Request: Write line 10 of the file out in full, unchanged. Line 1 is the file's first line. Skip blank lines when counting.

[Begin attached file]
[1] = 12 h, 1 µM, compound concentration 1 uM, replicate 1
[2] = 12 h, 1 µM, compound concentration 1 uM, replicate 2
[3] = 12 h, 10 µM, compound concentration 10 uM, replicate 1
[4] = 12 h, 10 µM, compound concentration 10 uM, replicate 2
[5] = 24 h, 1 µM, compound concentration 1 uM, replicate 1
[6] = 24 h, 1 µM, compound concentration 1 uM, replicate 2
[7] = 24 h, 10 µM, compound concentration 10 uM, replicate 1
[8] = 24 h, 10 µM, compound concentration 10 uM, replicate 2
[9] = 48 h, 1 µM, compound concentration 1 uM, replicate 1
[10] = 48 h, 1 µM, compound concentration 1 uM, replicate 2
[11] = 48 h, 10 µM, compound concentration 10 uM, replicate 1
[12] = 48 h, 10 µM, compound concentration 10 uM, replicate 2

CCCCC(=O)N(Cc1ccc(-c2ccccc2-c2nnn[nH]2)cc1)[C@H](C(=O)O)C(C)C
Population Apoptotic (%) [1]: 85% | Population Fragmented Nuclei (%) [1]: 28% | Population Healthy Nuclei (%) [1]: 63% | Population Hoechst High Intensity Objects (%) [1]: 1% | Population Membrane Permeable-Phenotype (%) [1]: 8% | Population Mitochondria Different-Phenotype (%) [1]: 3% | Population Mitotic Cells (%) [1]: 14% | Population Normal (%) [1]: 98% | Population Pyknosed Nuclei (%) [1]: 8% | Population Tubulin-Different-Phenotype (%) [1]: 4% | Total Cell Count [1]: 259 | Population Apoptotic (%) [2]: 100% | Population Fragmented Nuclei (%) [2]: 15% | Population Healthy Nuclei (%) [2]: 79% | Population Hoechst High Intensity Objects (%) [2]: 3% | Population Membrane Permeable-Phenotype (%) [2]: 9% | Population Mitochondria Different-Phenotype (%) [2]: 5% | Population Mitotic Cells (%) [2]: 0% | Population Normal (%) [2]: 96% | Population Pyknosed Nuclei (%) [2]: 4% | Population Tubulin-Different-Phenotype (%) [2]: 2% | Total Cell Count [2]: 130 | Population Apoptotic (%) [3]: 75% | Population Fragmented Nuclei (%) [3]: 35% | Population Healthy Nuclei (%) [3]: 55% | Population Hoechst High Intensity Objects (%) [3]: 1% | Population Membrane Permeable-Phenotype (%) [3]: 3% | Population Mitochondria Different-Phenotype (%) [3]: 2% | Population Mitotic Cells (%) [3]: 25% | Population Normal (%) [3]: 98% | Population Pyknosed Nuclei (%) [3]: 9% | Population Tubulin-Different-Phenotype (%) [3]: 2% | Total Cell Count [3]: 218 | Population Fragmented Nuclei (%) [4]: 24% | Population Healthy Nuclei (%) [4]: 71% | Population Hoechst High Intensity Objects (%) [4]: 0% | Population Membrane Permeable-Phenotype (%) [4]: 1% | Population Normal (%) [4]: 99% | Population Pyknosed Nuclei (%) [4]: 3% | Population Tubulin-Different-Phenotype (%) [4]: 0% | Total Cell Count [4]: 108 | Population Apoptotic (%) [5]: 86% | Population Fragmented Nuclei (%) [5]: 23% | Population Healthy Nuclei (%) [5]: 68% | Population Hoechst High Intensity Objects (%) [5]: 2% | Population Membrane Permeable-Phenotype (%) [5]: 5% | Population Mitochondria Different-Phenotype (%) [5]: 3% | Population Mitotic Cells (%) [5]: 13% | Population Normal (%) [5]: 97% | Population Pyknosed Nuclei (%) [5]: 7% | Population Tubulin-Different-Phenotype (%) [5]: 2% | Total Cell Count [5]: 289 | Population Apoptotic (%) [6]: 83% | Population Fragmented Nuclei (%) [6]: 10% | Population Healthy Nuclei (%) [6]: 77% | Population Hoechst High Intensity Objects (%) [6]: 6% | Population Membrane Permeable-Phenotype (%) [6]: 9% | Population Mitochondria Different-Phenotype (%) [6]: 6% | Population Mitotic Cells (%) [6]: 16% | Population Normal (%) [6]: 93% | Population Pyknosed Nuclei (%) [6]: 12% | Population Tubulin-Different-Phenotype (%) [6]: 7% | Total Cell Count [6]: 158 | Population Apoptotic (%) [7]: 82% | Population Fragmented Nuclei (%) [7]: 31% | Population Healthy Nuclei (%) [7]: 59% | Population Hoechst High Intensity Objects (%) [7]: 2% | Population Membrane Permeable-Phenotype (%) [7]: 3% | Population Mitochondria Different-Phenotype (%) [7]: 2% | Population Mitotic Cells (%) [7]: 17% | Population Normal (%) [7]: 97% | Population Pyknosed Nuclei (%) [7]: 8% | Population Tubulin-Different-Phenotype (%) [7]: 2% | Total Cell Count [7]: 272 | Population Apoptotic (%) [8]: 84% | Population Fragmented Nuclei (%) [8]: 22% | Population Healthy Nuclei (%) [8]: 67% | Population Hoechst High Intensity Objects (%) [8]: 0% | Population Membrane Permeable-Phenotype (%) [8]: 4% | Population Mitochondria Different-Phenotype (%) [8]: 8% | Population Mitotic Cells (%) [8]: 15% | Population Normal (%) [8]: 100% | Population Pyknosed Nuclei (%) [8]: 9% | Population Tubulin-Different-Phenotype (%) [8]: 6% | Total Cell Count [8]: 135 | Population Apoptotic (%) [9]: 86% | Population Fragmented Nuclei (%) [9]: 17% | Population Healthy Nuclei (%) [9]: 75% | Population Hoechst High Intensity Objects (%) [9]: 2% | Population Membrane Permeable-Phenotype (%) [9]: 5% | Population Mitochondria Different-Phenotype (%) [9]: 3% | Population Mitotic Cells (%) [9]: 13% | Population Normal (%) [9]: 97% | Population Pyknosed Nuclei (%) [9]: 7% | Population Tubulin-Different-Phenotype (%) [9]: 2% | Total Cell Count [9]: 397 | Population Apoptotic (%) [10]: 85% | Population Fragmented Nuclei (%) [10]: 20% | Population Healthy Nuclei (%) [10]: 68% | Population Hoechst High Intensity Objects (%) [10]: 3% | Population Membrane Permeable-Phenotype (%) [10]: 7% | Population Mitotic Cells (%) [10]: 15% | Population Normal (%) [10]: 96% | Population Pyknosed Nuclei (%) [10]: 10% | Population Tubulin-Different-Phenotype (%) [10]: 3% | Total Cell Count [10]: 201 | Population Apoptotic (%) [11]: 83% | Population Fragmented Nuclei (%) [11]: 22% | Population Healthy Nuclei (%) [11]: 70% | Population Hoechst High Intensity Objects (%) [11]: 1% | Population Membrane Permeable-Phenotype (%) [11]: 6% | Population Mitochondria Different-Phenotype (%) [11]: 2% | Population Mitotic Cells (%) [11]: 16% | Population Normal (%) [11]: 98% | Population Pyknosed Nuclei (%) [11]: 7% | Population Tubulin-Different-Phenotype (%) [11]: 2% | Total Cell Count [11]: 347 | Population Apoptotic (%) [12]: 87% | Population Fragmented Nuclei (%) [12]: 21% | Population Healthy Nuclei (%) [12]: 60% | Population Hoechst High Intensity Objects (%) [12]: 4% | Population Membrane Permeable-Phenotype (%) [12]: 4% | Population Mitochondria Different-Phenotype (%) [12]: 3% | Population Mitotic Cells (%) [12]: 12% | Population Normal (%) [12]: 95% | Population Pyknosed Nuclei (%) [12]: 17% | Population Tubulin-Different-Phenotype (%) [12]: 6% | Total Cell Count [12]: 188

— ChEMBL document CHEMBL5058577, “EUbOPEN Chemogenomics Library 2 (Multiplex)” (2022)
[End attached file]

[10] = 48 h, 1 µM, compound concentration 1 uM, replicate 2